The benefits and risks of open source licensing

In the rush to bring a product to market, hurried software developers can run afoul of important open source software licensing rules.
Written by D’vorah Graeser, Graeser , Contributor
Commentary - In today’s tech savvy business world, the ability to develop software quickly and effectively is essential to beating your competitor to the market. To reduce cycle time, software designers often turn to established proprietary source code as a base, allowing them to build out the framework of their software quickly while focusing most of their attention on unique their algorithms or functions.

This time-saving and cost effective strategy isn’t limited to organizations with proprietary code. Developers, especially start-up programmers, often use publicly available open source code in the early phases of a project. What some developers don’t realize is that, even when using open source code, they’re entering a legal agreement in terms of copyright.

In the rush to bring a useable product to market, hurried software developers can run afoul of important open source software licensing rules, leaving themselves exposed to copyright complaints, infringement suits and loss of control over their own code.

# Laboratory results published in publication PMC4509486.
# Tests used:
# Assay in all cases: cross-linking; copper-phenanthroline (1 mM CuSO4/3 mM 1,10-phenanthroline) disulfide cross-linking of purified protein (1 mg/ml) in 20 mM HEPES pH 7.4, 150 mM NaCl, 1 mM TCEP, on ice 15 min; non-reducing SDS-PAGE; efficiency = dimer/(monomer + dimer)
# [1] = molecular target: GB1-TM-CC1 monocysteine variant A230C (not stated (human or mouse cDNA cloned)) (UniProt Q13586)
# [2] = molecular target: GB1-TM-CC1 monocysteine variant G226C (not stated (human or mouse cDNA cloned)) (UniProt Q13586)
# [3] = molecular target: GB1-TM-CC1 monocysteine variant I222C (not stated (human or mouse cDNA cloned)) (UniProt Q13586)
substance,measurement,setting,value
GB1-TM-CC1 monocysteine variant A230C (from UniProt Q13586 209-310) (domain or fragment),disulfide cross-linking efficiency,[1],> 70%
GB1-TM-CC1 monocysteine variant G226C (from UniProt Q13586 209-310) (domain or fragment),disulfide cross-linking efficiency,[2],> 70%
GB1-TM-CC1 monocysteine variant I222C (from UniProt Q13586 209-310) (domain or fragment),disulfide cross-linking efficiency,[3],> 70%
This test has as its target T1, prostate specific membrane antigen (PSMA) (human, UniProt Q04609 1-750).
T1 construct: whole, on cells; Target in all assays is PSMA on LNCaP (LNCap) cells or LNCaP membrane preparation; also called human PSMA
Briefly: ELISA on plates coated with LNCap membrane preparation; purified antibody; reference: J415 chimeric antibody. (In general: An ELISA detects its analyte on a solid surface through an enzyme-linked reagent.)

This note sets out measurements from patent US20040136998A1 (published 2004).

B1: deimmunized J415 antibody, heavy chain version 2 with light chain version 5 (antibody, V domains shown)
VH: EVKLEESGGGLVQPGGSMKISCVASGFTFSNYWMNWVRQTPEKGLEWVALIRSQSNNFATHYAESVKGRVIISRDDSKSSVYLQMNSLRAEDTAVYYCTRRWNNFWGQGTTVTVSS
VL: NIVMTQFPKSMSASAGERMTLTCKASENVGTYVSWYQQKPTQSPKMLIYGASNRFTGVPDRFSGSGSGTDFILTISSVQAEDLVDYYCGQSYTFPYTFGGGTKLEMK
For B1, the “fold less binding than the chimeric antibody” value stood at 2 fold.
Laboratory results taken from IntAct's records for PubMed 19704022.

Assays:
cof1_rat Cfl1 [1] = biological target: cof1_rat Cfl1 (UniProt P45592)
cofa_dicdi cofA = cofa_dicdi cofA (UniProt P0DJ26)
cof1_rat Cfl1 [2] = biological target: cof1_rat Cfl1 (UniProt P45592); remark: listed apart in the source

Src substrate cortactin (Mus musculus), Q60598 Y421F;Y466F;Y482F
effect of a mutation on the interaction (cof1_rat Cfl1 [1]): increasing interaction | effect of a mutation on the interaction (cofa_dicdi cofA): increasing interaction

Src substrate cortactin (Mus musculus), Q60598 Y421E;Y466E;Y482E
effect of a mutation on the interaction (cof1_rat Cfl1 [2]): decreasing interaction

To maintain programming standards, the development communities that freely operate and improve their open source code also stipulate Terms of Use for each of their open source licenses – any failure to comply with their terms will result in the automatic termination of that license. If the license termination is ignored and the developer continues to use the open source code, it becomes copyright infringement and the guilty party may be prosecuted.

A similar violation can occur when developers attempt to overlap open source licenses. Many cannot be combined under any circumstances; doing so could once again end in copyright infringement charges, as the licenses themselves have contradictory or competing terms.

Also, unlike other proprietary code licenses, open source licenses are perpetual; once you’ve signed and included the license, you’re on the hook for the Terms of Use in perpetuity (or at least as long as you use the code).

Problems can also arise due to contamination of proprietary code with open source code. Contamination occurs because, according to some open source software licenses, any software created from or containing even part of an open source code must be made freely available according to the terms of the original open source license. This is one of the most common mistakes companies make when using open source code. Proprietary software contamination can be a very costly oversight so proper examination of a license’s Terms of Use prior to use is of the utmost importance.

As software designers write their code, it’s important to know where each line is coming from. IBM, for example, has a well-known policy of requiring that candidate companies for acquisition be able to pinpoint exactly where every single line of code that they process comes from. That way, there’s little danger of contaminating proprietary software with open source code.